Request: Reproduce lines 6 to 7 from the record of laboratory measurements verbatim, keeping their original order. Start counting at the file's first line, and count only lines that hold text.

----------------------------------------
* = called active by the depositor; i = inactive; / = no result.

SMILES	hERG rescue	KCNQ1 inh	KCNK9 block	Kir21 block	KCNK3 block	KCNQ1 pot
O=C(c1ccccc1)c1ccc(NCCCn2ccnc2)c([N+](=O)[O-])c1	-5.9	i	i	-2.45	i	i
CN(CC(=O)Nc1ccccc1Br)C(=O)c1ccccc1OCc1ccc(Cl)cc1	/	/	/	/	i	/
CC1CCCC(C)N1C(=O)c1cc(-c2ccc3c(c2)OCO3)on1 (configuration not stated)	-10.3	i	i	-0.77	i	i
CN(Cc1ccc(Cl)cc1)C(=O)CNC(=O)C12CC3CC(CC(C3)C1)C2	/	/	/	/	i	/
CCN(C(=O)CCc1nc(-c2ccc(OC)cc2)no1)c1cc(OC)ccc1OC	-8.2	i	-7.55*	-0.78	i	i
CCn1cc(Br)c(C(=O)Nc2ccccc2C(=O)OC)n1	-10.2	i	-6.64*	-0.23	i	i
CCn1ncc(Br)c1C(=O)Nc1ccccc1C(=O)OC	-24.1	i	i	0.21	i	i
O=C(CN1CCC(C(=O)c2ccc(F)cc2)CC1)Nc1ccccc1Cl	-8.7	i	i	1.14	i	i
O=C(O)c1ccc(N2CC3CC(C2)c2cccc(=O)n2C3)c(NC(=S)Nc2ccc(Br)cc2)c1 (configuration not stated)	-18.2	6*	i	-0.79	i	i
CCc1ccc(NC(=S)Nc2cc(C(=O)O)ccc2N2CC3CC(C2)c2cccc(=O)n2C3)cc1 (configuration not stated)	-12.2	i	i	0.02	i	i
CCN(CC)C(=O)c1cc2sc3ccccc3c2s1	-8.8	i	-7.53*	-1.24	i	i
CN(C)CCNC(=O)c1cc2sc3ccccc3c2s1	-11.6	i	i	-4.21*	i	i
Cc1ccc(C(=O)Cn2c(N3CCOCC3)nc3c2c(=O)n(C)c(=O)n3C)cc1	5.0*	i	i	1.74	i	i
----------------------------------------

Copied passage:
CN(Cc1ccc(Cl)cc1)C(=O)CNC(=O)C12CC3CC(CC(C3)C1)C2	/	/	/	/	i	/
CCN(C(=O)CCc1nc(-c2ccc(OC)cc2)no1)c1cc(OC)ccc1OC	-8.2	i	-7.55*	-0.78	i	i